I noticed that the paper had a red smear inside of it. But I dare not open it. I laid on my bed listening to Metallica. I looked so tired and hurt. But most of all, I looked young and drunk. My eyes were red and my hair flung to and fro. On my cluttered desk lay a green five subject notebook.
“Don’t know!” I screamed from my bed. But my teenage self couldn’t hear me.
I stumbled over to the notebook, sitting down awkwardly onto my yellow chair by the desk.
“Come on I was just a kid, surely you can see that?”
“My God I was only fourteen, fifteen at the most.”
Still no response, no grins from the television screen. On the television screen, the image of my former self was scribbling away on a piece of notebook paper. I turned away from the screen in fright. I glimpsed the crumpled up paper beside me; it was shaking and slowly unfolding itself on my blue comforter.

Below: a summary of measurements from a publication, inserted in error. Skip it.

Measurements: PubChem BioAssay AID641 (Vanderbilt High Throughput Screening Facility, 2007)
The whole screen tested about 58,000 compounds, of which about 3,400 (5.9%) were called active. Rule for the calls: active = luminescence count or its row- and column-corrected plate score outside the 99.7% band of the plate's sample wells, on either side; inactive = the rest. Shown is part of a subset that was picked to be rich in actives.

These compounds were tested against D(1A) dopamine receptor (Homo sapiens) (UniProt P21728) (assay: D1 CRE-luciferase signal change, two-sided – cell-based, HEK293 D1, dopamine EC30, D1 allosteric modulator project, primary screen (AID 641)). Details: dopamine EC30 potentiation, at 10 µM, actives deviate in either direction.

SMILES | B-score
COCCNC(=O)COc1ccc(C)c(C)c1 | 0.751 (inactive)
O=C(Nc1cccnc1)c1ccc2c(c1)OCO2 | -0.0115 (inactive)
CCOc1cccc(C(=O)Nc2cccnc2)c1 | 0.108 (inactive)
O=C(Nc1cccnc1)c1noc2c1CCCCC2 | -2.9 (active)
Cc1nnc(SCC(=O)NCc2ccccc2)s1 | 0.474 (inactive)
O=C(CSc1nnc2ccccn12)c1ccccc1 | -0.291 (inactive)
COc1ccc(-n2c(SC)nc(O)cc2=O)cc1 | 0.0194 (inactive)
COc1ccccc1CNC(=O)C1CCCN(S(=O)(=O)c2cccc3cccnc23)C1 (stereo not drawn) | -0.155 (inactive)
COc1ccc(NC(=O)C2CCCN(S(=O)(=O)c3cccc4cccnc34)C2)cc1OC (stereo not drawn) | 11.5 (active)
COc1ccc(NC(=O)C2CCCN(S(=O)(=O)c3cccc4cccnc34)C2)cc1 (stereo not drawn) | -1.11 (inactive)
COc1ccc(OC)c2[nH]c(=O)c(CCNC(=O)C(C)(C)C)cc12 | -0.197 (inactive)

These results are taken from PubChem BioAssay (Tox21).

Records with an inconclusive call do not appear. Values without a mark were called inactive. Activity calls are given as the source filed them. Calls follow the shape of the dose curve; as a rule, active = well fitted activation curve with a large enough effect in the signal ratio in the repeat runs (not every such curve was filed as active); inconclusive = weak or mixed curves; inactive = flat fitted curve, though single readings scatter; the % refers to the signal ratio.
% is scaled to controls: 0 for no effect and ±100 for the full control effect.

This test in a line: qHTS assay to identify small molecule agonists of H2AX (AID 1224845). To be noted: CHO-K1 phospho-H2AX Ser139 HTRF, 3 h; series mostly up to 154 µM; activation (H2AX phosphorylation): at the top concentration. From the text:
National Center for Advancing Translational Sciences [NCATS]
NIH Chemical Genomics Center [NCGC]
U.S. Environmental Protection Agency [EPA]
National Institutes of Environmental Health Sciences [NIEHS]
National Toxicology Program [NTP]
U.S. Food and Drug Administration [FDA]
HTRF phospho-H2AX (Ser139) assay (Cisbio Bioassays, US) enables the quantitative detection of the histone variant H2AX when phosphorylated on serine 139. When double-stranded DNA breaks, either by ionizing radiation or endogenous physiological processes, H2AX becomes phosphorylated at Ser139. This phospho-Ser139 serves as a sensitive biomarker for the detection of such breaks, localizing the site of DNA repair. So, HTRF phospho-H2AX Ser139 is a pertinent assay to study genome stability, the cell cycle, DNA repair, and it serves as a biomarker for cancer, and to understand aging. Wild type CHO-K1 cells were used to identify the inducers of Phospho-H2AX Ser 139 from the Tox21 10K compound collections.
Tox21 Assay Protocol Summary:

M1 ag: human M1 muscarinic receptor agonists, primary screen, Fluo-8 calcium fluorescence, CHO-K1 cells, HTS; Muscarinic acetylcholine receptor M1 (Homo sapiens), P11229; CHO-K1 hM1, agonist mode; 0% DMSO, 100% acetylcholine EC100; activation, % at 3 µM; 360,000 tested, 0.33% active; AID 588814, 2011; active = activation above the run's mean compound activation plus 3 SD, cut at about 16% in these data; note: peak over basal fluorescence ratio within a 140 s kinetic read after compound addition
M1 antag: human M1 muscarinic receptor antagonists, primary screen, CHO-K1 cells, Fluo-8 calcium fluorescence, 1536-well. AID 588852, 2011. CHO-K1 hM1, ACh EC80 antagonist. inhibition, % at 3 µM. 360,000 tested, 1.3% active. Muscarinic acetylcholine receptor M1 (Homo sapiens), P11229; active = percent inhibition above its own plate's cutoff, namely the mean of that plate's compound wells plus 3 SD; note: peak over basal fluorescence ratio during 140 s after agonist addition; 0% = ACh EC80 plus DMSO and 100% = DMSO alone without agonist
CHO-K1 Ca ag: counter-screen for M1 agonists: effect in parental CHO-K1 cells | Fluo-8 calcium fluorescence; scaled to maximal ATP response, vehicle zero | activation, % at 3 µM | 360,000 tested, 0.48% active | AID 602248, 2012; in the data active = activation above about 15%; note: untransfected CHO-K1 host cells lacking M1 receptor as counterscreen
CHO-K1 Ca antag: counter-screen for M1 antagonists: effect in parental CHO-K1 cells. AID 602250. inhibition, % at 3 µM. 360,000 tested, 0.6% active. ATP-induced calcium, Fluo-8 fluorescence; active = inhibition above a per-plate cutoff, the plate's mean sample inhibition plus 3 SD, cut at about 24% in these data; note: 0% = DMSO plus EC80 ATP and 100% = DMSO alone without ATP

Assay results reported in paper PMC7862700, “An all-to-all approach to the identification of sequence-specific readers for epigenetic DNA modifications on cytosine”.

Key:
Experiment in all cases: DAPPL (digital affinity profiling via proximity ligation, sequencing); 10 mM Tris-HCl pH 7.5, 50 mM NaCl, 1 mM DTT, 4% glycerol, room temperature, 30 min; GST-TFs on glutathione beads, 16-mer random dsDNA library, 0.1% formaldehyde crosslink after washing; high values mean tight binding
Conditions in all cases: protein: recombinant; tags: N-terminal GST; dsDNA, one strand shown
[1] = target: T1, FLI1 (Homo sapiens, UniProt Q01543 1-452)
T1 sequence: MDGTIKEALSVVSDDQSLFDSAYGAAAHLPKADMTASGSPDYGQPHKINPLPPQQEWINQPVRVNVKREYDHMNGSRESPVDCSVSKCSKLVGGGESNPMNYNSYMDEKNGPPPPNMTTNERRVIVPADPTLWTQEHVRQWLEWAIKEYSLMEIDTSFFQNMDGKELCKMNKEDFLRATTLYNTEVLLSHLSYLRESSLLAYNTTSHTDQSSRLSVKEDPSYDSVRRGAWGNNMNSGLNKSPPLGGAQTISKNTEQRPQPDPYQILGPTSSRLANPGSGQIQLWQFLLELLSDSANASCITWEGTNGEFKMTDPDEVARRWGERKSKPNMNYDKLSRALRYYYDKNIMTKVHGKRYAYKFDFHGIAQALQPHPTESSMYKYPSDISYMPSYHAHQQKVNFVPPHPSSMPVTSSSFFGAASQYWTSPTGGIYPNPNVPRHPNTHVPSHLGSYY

“No!” I screamed into the air.
I turned back to the television just in time to watch my former self grab a knife and cut my finger open. Producing a steady stream of blood.
“Stop it! Stop it now!” I screamed at the image in vain. I could not hear myself. I watched in horror as my former self traced my name onto the paper. Signing it with blood.
“Hey, look at the paper. Read it for me will ya?”
The man reappeared, only this time he was in a white room.
“No, I won’t. I already know what it says. I refuse to read that godforsaken paper.”
“You will or I’m coming in there Dan.”
Suddenly, the paper flew onto my face and hovered there.
“Read it! Read it now Dan.”
I had no choice; I silently began to read the note.
“I, Dan Champlain sell my soul to Satan. All I want in return is to be alone.”
And on the bottom of the note was my signature, in blood. The paper then burst into flames and disintegrated.
“Well, I guess you now know who I am. But, what the hell, I’m coming through anyway.”
Word count: 2893